He taught at Wandsworth Boys' School. When I started, it was still a deeply traditional grammar with a head boy who wore a cloak and was allowed to cane pupils. At the start of my second year, though, it became a comprehensive with a staggering 2,000 boys on roll.
There was such a mix of people there, from kids who should have gone to borstal, to kids who could have probably gone to Eton. We all wore uniform, and you weren't quite so aware of the different backgrounds - apart from the fact that you'd have one boy saying "Yer wot, Guv?" while another one's going "Pardon me!".
My first day happened to be John Clegg's first day too, which might be one of the reasons that we got on so well. His subject was music, but for the first two years he was my form teacher. He had rich blond hair and a chubby face, and he wore gold-rimmed spectacles. He loved crossword puzzles.
He could be quite fiery, and whenever he lost his temper his head would shine like a red light bulb - it was an amazing sight. I remember one of the boys making a hole in a piece of chalk and putting a match inside. Clegg went mad when it burst into flames. We all had to stay behind after school for three days and write lines.
When I first started at Wandsworth I felt a bit disoriented because the school day was so broken up. You'd have biology with one teacher, and then you'd be off somewhere else for PE. There seemed to be no stability, but I always felt comfortable with John Clegg.
As a form master, he gave me great encouragement. At first I was a bit lazy and he realised I was holding back, so he started to push me. By the end of the year I was winning prizes. Any time that I wanted to try something new, I'd go and speak with him first and he'd say, "Yes, that should be fun - have a go!" He never put me down.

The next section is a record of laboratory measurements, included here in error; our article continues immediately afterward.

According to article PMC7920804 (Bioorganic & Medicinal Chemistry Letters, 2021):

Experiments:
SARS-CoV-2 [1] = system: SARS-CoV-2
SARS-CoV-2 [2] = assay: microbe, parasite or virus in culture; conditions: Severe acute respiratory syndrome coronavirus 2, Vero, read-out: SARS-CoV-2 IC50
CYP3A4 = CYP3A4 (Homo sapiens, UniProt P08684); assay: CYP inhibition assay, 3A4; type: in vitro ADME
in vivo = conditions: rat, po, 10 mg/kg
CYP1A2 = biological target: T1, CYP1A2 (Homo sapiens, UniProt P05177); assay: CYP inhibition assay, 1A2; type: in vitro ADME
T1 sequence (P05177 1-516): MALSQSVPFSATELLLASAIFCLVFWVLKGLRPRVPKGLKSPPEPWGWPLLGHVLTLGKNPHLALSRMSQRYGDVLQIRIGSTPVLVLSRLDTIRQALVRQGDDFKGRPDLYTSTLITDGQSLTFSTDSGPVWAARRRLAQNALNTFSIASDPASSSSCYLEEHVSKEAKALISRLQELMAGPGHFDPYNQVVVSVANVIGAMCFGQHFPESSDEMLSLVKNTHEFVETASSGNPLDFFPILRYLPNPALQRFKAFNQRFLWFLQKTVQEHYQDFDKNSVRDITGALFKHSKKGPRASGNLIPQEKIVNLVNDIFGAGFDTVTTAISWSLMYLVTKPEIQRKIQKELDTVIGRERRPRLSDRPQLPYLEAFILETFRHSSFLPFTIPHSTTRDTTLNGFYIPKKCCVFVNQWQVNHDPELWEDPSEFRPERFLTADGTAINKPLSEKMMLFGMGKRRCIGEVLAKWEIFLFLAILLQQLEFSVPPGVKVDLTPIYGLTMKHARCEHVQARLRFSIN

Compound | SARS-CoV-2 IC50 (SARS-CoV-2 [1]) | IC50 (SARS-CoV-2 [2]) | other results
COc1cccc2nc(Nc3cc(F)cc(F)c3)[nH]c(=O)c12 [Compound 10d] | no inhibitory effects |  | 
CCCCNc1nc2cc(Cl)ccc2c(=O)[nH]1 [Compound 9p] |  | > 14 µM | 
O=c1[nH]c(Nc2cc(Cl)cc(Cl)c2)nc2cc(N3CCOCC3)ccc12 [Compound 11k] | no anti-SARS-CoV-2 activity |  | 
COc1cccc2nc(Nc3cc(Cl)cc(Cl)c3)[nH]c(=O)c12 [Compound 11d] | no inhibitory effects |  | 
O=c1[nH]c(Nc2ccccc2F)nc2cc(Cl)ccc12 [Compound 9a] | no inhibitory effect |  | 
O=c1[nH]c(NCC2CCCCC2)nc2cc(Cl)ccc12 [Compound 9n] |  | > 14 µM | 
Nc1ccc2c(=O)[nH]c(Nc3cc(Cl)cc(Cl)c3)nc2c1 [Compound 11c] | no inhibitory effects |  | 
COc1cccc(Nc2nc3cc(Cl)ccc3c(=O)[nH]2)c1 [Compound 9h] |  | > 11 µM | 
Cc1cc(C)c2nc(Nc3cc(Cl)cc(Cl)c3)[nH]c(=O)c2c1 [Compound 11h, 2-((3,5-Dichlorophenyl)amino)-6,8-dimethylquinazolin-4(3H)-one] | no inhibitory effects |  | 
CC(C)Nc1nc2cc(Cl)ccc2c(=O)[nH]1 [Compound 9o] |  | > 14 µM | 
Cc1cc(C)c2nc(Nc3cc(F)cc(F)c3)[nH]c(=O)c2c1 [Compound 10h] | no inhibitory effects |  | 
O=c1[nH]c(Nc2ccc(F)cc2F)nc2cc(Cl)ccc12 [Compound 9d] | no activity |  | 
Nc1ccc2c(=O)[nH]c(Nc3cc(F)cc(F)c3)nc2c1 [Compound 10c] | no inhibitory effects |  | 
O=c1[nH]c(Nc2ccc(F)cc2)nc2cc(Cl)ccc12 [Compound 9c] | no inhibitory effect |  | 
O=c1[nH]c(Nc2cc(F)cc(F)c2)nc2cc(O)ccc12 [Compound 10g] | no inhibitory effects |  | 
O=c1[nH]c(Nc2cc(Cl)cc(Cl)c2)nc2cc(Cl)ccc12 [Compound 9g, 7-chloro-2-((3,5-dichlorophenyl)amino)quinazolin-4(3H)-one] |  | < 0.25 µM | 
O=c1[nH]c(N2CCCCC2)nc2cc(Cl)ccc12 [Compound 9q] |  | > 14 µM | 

My reports used to say: "Ainsley has the ability to do what he wants to do, but he needs to concentrate more." I still have lapses of concentration when I'm cooking on TV. I can be going along OK and suddenly think, "What am I going to put in there now?", but I can always joke my way out of it.
I think that John Clegg encouraged me in this, because we shared the same sense of humour. He once said to me: "You're the only person who can make me laugh, even when I'm in a rage. You only have to do your Sammy Davis Jnr impersonation, and I break up."
Looking back, I think that's what gave me the confidence to realise that I could bring people out of themselves by using humour, and it certainly stood me in good stead when I was working as a stand-up comic. By then I was a chef at the Westbury Hotel, and as soon as I'd done the evening service I'd run down to the Comedy Store, change into another outfit and go straight on stage to become one of the Calypso Twins!
If I hadn't been a chef, I might have been a dancer. I did some professional dancing at the Barbican but, to be honest, I thought it was a little bit posey.
As soon as I left school I travelled round France for a while, which really opened my eyes to a completely different way of cooking.
When I got back home I went to see a careers officer, and when I told her I wanted to be a chef she said: "Oh, you don't need to do that - you're quite a bright boy." Funnily enough, I don't remember her name!
Ainsley Harriott regularly appears on 'Ready Steady Cook' and presents 'Can't Cook Won't Cook'. His latest series, 'Meals in Minutes', appears on BBC2 early next year. He was talking to Trish Walters